What makes Chatani’s study so innovative and analytically groundbreaking is its truly comparative framework. By placing these three case studies side by side and treating them with equal care, Chatani is able to show how colonial policies that previous scholars have portrayed as brutally assimilationist and entirely coerced occurred at almost exactly the same time, in a very similar manner, as broadly analogous policies enacted in rural areas of the Japanese home islands. In reading Chatani’s study, it becomes increasingly difficult to distinguish between imperial assimilation projects in the colonial periphery and the “spiritual mobilization” projects carried out on ethnically Japanese subjects close to the metropole. Ultimately, this juxtaposition of overlapping policies at home and overseas helps us understand both how colonial policies were somewhat less coercive than has been portrayed and how home-islands mobilization was far more coercive than has been generally understood—in many ways, a kind of forced “Japanization” of people one would have thought were already “Japanese.” As Chatani persuasively concludes, “The social and emotional mechanism of creating ideal Japanese nationals among colonial village youth was, it turns out, not fundamentally different from that in the Japanese countryside” (152).

A great strength of Chatani’s study is the large number and variety of individual voices she uncovers at the grassroots. Chatani does not merely synopsize the historical dynamics of these long-forgotten villagers and petty colonial bureaucrats—she shows us what they thought, in their own words. Nation-Empire also does an admirable job of placing Japanese youth culture into a broader transnational context with similar youth movements in other nations, including the Hitler Youth, the Soviet Pioneers, the Boy Scouts, and the YMCA.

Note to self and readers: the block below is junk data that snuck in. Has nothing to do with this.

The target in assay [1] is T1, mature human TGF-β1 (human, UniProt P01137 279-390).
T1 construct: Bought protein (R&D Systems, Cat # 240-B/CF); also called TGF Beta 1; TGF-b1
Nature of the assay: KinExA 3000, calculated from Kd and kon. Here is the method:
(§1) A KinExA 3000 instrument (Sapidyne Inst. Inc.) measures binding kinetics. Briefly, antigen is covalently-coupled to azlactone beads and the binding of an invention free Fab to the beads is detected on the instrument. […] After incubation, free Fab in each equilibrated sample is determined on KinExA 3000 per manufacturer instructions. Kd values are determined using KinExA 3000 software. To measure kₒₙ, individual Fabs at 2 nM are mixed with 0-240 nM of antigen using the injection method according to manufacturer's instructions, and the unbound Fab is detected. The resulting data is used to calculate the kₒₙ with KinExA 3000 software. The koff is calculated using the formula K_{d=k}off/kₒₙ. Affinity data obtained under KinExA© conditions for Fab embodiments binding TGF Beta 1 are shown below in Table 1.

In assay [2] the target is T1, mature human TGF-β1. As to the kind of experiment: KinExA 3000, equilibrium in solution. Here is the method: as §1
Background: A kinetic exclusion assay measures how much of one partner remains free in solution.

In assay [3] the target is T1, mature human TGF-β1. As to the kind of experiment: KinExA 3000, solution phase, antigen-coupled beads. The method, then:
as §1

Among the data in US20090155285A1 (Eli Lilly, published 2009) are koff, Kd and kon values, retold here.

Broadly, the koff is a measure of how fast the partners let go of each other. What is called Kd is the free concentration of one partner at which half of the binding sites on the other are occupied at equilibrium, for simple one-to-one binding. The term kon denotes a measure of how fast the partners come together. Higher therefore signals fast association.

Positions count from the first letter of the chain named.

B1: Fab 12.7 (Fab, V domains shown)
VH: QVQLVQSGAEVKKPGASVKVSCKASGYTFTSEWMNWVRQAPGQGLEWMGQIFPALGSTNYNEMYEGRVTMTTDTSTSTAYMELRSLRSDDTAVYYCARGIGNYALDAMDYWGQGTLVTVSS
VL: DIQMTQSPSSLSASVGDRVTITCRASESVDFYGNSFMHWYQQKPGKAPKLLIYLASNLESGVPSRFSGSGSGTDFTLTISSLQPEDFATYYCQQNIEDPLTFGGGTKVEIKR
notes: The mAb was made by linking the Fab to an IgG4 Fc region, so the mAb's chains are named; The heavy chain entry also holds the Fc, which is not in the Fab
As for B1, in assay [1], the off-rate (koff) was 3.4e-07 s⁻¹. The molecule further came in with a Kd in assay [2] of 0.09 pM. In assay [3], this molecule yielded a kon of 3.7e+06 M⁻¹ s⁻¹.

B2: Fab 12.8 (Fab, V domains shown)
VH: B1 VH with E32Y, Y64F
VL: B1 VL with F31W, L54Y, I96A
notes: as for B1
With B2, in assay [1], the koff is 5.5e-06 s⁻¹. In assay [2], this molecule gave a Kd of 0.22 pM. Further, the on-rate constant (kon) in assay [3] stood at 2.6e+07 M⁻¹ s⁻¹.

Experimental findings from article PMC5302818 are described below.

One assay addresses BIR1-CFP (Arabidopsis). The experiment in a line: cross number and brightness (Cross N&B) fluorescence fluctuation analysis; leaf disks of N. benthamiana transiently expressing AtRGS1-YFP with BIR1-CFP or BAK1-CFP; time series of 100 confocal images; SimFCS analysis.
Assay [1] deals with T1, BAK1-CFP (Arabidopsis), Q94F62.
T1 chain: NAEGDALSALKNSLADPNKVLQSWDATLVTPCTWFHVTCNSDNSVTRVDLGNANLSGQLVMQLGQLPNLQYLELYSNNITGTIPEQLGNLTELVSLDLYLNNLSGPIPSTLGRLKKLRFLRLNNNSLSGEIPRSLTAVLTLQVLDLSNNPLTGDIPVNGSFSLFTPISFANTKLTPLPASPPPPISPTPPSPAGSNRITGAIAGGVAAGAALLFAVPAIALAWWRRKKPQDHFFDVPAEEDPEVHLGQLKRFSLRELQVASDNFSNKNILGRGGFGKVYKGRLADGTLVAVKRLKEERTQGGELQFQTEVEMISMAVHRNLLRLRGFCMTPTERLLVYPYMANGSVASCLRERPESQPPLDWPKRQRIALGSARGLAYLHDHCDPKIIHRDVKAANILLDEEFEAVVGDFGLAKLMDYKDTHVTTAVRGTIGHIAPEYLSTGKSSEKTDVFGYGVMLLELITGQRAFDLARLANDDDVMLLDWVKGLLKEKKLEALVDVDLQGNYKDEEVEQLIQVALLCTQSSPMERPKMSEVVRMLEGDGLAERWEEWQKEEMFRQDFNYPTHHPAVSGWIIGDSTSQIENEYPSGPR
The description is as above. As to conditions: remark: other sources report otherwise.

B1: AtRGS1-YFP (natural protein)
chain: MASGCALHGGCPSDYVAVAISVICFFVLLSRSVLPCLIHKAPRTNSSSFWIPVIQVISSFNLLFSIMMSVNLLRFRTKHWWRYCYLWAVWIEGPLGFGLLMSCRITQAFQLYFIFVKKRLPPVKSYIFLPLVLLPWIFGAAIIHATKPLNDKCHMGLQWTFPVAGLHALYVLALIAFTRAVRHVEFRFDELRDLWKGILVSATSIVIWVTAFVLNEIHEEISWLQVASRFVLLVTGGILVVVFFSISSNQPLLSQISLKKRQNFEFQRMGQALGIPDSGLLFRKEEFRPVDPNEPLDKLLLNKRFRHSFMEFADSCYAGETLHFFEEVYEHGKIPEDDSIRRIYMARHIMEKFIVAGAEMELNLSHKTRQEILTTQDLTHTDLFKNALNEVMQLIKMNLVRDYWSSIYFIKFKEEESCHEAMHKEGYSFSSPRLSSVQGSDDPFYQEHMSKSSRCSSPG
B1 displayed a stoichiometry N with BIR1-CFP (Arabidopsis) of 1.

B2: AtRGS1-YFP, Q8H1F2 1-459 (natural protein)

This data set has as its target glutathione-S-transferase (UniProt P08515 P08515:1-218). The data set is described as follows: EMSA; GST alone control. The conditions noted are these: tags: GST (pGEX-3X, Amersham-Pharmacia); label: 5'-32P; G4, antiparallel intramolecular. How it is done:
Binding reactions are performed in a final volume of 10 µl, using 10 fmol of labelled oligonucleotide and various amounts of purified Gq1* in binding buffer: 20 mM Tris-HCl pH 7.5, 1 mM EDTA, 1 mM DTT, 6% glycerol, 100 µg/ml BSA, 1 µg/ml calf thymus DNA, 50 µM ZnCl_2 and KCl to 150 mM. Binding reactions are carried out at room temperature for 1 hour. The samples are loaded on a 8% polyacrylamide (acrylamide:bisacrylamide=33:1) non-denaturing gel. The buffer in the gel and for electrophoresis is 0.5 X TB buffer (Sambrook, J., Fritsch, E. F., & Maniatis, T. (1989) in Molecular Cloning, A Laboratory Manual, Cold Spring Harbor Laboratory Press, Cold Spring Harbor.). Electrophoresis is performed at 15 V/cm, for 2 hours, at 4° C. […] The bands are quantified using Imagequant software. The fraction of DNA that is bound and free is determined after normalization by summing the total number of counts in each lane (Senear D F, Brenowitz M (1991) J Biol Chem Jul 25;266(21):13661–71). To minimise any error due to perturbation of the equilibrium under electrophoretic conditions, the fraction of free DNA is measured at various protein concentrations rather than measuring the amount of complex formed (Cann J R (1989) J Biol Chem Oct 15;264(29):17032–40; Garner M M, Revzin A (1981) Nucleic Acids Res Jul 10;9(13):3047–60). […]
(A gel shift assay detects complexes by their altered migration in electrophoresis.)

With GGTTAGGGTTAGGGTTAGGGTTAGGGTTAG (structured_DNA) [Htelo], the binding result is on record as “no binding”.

One area where this study may have fallen a bit short is in substantiating one of Chatani’s major claims, encapsulated in the title Nation-Empire—that Japan’s colonial empire differed substantially from other colonial empires such as those of France and Great Britain, in that a sustained effort was made to assimilate colonial subjects into a mono-ethnic Japanese nation-state. This argument is plausible, but Chatani has not here done enough comparative research across empires to fully support it. That said, Chatani has already done such a significant service to the field of global youth studies by undertaking such an ambitious study across three regions within a single empire, that it seems excessively greedy to expect even more research across different empires. As is, Nation-Empire will already be of tremendous value to any scholar seeking to undertake comparative research on empires and global youth culture, and we can expect that this book will remain the definitive work on youth in the Japanese Empire for a great many years to come.

Nick Kapur
Rutgers University-Camden

About Sayaki Chatani

Sayaki ChataniSayaka Chatani is Assistant Professor and Presidential Young Professor at the Department of History, the National University of Singapore. She teaches modern East Asian history and specializes in the social history of youth, ideology, identity, and emotions. She is the author of Nation-Empire: Ideology and Rural Youth Mobilization in Japan and Its Colonies (Cornell University Press, 2018). Her articles on Japanese imperialism and youth have appeared in The American Historical Review, Comparative Studies in Society and History, and edited volumes. She is currently working on a history of transborder community building among pro-North zainichi (Korean) population in Cold War Japan and beyond.

This post is part of the SHCY Featured Books series, in which SHCY members provide written contributions on various academic topics pertaining to the history of childhood and youth.